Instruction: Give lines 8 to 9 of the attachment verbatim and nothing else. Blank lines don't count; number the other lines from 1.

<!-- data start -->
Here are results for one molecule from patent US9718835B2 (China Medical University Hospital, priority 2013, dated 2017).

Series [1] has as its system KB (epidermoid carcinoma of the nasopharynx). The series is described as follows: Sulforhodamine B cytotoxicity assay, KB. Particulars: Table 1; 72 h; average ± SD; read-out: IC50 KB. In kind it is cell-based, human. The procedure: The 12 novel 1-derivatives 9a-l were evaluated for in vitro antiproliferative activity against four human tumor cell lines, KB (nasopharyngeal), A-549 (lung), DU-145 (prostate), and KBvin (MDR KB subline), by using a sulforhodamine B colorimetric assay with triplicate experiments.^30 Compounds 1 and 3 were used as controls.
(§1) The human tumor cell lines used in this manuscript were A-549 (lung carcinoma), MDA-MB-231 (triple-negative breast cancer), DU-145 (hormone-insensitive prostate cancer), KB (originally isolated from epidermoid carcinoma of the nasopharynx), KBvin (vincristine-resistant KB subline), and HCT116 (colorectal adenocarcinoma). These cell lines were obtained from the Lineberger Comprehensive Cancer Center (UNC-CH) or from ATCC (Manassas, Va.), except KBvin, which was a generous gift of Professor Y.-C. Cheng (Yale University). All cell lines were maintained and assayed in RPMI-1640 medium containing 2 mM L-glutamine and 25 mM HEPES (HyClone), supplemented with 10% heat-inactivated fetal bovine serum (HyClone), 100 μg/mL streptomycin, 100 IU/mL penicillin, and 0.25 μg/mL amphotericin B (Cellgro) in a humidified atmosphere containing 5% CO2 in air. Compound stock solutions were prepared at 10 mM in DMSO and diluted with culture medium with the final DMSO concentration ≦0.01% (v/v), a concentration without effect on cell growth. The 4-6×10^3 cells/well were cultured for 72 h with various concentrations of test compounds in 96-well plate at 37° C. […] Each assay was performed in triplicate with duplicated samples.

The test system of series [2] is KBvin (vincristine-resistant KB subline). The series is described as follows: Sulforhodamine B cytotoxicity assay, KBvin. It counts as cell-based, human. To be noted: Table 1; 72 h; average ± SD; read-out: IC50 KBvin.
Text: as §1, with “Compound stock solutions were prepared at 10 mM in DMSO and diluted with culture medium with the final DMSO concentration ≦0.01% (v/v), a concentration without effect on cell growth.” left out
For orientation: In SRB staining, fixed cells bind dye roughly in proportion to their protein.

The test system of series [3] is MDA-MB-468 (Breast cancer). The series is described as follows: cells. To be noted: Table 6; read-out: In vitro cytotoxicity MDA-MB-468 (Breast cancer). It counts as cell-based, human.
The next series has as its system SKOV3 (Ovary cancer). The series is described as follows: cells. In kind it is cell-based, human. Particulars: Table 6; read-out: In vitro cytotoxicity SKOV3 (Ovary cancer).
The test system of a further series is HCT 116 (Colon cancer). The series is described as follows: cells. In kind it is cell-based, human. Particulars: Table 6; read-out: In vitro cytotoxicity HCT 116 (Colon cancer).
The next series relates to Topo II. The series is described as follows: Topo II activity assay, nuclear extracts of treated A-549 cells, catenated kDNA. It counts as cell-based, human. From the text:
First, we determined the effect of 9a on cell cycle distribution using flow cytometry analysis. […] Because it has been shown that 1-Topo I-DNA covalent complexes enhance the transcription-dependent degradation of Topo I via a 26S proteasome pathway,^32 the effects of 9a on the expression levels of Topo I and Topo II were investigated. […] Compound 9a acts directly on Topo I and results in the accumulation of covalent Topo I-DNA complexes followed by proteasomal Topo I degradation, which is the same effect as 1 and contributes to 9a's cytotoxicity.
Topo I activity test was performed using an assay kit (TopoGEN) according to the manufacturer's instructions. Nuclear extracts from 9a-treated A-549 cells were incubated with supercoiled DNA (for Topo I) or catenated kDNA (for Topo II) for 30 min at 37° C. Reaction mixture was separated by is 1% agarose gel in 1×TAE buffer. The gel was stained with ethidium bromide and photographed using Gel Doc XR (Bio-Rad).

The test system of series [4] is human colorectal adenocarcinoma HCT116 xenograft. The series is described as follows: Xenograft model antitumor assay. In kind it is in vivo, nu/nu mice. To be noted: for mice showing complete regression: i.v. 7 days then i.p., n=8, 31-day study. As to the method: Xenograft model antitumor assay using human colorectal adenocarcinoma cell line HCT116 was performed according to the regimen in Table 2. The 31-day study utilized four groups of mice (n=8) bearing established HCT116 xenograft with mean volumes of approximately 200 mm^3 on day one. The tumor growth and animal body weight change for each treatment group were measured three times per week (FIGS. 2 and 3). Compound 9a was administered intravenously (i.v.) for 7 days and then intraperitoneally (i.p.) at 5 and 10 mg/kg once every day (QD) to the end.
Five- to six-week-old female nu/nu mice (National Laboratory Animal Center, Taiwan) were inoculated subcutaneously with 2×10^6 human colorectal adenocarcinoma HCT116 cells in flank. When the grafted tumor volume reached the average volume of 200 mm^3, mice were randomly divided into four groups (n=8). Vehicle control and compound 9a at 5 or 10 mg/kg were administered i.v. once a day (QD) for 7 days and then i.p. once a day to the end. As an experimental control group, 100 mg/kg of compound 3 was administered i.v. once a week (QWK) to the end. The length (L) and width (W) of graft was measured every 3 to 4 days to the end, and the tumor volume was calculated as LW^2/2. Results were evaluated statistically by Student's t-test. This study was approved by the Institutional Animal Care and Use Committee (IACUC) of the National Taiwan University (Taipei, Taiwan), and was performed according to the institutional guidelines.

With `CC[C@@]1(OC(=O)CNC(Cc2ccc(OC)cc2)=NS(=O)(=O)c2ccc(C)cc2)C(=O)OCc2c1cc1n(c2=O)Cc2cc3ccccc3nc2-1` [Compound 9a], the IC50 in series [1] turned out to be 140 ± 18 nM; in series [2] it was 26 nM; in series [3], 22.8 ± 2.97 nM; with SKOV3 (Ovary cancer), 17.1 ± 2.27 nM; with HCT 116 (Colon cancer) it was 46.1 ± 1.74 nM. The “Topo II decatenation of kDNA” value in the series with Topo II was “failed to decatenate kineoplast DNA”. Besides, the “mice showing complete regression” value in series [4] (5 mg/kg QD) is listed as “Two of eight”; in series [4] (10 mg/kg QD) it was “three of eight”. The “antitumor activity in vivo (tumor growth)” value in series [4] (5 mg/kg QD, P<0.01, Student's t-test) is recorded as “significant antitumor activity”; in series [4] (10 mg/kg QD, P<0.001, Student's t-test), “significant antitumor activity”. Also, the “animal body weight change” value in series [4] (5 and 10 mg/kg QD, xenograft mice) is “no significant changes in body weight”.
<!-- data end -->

The next series has as its system SKOV3 (Ovary cancer). The series is described as follows: cells. In kind it is cell-based, human. Particulars: Table 6; read-out: In vitro cytotoxicity SKOV3 (Ovary cancer).
The test system of a further series is HCT 116 (Colon cancer). The series is described as follows: cells. In kind it is cell-based, human. Particulars: Table 6; read-out: In vitro cytotoxicity HCT 116 (Colon cancer).